Staff Publications

Staff Publications

  • external user (warningwarning)
  • Log in as
  • language uk
  • About

    'Staff publications' is the digital repository of Wageningen University & Research

    'Staff publications' contains references to publications authored by Wageningen University staff from 1976 onward.

    Publications authored by the staff of the Research Institutes are available from 1995 onwards.

    Full text documents are added when available. The database is updated daily and currently holds about 240,000 items, of which 72,000 in open access.

    We have a manual that explains all the features 

Record number 436883
Title Carbon flows, carbon markets, and low-carbon lifestyles: reflecting on the role of markets in climate governance
Author(s) Spaargaren, G.; Mol, A.P.J.
Source Environmental Politics 22 (2013)1. - ISSN 0964-4016 - p. 174 - 193.
DOI https://doi.org/10.1080/09644016.2013.755840
Department(s) Environmental Policy
WASS
WIMEK
Publication type Refereed Article in a scientific journal
Publication year 2013
Keyword(s) ecological modernization - sustainable consumption - governance - environment - modernity - politics
Abstract The role of carbon markets in governing global carbon flows triggers substantial debates among policymakers, social movements and social scientists. The present debate on carbon markets is different from the earlier debate on market-based instruments in environmental politics. Carbon markets represent both more radical and more risky forms of governing global carbon flows, as illustrated by an analysis of both regulatory and voluntary carbon markets operating on the global and personal level. To make use of their environmental potential and to prevent them from generating perverse consequences, carbon markets are to be regulated by state, market and civil society authorities. Embedding carbon markets in civil society means connecting carbon flows to the households and the lifestyles of citizen-consumers in a direct and meaningful manner, which can increase legitimacy and foreground climate change politics among citizen-consumers.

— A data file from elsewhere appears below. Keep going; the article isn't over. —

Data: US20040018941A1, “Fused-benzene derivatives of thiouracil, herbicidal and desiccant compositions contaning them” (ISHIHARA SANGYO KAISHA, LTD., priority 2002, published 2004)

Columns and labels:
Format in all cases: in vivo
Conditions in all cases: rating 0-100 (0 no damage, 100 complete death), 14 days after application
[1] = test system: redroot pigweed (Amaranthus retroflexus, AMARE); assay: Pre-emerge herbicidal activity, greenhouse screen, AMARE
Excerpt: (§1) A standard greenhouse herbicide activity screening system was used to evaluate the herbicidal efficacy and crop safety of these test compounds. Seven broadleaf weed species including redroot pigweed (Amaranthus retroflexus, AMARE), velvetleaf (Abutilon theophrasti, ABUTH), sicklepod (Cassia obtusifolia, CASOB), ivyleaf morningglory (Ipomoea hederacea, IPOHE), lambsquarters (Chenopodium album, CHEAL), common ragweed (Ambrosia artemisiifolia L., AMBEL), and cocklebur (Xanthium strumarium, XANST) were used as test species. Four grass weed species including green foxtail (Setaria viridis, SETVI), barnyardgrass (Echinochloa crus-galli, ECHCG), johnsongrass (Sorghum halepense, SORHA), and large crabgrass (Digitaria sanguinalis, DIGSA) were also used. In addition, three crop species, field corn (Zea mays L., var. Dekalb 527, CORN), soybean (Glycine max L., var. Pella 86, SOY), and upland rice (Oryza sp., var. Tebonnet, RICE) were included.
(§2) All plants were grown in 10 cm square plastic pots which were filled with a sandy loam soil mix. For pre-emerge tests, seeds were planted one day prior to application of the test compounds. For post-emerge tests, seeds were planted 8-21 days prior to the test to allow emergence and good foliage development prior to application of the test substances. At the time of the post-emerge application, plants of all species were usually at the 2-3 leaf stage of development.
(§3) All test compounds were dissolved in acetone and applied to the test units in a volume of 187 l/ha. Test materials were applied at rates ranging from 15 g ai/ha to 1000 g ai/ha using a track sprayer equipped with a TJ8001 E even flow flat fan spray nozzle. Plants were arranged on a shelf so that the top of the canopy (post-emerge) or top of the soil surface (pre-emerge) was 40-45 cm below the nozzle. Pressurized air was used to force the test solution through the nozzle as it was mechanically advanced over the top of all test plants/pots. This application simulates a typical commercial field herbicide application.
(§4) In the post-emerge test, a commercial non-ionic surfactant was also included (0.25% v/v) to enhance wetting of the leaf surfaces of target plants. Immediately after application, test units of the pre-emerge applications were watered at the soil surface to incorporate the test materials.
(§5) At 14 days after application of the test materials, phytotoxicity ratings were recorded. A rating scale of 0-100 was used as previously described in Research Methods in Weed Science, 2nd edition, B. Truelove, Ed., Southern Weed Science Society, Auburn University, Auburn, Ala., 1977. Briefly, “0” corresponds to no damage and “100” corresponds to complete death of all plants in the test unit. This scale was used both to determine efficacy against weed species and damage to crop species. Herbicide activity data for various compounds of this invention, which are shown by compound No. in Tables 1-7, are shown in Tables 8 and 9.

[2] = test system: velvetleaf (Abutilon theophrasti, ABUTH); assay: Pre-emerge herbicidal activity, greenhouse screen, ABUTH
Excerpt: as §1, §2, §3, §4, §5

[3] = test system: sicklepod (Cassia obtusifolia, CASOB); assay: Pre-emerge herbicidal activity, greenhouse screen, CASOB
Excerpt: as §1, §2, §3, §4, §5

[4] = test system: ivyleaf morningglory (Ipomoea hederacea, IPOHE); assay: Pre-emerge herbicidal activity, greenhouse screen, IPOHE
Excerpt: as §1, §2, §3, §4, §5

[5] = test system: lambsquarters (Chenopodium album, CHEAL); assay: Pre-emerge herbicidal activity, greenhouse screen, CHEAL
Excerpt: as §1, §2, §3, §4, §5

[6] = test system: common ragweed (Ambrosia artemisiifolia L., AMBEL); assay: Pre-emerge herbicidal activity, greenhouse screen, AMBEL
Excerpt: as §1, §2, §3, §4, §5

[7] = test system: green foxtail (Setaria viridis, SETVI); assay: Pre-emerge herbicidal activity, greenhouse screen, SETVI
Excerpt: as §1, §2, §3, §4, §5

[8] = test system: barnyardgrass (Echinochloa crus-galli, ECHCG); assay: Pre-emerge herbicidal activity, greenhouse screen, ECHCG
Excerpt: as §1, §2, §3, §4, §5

Comments
There are no comments yet. You can post the first one!
Post a comment
 
Please log in to use this service. Login as Wageningen University & Research user or guest user in upper right hand corner of this page.